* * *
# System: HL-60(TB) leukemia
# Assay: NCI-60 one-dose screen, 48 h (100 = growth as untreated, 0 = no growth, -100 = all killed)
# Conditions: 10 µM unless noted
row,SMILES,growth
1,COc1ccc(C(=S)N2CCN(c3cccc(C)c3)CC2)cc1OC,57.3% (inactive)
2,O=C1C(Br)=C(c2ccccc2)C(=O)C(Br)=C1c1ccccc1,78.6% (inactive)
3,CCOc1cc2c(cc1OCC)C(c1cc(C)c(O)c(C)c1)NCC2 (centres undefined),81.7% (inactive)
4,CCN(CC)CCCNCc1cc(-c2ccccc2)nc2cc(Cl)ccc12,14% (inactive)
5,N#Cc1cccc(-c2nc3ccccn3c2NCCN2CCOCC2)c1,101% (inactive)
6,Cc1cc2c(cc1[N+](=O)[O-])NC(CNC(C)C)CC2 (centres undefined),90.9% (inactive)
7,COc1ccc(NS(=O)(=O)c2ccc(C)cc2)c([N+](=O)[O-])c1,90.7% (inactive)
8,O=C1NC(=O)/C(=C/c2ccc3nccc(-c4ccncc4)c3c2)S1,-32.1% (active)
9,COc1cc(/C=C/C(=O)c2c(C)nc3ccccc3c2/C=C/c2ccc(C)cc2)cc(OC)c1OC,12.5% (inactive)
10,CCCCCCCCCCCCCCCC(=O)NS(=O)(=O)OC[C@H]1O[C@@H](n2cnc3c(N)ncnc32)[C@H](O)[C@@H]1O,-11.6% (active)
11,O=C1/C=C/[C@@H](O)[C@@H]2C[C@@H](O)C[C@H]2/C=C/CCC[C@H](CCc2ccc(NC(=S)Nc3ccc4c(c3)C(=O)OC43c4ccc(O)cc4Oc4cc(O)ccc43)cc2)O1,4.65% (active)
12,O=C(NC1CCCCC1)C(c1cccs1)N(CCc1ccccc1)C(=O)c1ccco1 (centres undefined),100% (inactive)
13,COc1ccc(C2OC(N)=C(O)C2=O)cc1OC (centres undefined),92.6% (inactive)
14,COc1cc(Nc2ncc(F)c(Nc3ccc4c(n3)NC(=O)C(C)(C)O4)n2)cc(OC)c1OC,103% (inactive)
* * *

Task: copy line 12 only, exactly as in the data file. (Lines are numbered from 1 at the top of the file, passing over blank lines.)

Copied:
8,O=C1NC(=O)/C(=C/c2ccc3nccc(-c4ccncc4)c3c2)S1,-32.1% (active)